McCurdy said businesses had approved tens of thousands of dollars on hardware and software without truly understanding if it represented value for money or met their business needs.
He said customers are generally over-budgeting on IT spends, often aren't utilising their existing IT infrastructure to its full potential, and are unaware that “they had the functionality sitting there”.
“Around 60 to 70 percent of our customers at varying degrees don't realise what they've got within their grasp--what they've already bought. Office 97 had over 4000 [functions], most people used only 20,” he said.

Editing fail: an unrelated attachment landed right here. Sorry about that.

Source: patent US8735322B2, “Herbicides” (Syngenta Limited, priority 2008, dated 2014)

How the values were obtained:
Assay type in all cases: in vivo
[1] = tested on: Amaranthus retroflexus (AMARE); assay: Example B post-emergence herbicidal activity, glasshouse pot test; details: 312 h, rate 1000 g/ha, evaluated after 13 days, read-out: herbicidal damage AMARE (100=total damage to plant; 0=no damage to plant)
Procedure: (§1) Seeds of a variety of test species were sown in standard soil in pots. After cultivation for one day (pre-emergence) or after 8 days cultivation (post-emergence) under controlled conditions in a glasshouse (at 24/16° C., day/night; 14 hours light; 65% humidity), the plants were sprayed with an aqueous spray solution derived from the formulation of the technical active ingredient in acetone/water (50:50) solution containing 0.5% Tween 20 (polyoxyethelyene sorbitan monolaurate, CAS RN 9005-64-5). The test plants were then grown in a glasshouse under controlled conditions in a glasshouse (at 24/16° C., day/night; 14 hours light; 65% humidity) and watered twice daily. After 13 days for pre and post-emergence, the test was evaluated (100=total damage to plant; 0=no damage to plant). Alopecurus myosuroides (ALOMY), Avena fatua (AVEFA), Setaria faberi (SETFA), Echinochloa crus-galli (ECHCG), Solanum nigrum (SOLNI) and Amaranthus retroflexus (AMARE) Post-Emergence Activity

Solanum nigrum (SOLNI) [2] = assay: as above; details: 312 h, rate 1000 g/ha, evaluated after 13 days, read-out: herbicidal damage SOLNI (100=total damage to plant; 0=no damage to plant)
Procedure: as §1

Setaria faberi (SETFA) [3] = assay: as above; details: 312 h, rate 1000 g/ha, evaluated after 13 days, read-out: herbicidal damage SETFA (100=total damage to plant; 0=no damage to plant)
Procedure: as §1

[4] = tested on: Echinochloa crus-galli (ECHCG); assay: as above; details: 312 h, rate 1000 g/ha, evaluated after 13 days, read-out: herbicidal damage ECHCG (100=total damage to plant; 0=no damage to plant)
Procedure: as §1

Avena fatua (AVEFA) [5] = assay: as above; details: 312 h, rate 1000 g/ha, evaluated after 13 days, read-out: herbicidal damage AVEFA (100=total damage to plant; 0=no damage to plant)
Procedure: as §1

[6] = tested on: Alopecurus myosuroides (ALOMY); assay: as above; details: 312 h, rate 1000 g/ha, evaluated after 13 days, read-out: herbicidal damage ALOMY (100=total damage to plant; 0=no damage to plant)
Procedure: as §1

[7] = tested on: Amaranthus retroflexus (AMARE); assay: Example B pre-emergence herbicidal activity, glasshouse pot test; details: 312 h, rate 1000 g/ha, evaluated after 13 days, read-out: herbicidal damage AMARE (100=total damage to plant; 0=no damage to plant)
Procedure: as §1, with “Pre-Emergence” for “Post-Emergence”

McCurdy provided an example of the Microsoft Windows Server 2000 operating system, saying a lot of customers haven't explored what's inside the product.
“They haven't explored what they've got now--they might realise it's already in their existing OS [when they move to upgrade],” he said. “On average most Australian companies spend at least 30 to 50 percent too much on their IT infrastructure and systems. It is important to realise that IT is a business enabler--not a business panacea.”
According to McCurdy, businesses that wanted to assess their IT needs should better understand the business requirements; get informed about the system they're looking at and specifically what it can do; properly scope the required outcome on the spend; align IT investment with business goals; and hold the IT company accountable for providing the right infrastructure.